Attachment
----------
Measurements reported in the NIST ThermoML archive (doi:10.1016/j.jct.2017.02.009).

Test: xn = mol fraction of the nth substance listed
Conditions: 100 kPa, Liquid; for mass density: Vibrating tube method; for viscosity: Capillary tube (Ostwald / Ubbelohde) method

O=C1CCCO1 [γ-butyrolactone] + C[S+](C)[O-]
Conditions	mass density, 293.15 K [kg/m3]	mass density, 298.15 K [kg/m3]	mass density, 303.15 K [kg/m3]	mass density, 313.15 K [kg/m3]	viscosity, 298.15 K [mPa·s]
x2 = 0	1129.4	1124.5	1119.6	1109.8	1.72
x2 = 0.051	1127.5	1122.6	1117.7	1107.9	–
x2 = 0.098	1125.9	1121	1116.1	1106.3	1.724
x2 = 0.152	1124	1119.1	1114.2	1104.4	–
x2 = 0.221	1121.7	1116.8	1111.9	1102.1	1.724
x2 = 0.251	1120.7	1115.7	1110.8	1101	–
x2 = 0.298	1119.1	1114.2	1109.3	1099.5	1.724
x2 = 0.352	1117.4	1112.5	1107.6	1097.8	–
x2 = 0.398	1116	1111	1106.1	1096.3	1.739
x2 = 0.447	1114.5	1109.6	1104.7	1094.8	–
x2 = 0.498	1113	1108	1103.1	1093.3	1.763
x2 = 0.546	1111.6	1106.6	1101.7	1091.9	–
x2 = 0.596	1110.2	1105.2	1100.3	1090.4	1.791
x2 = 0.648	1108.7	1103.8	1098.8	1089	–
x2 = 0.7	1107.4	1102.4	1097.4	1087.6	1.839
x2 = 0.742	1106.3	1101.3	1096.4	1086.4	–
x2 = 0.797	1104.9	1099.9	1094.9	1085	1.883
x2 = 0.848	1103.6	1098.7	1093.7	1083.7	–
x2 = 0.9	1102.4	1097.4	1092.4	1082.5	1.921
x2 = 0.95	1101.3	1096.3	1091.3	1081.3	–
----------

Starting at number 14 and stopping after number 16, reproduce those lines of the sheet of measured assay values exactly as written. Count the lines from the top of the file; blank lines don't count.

x2 = 0.398	1116	1111	1106.1	1096.3	1.739
x2 = 0.447	1114.5	1109.6	1104.7	1094.8	–
x2 = 0.498	1113	1108	1103.1	1093.3	1.763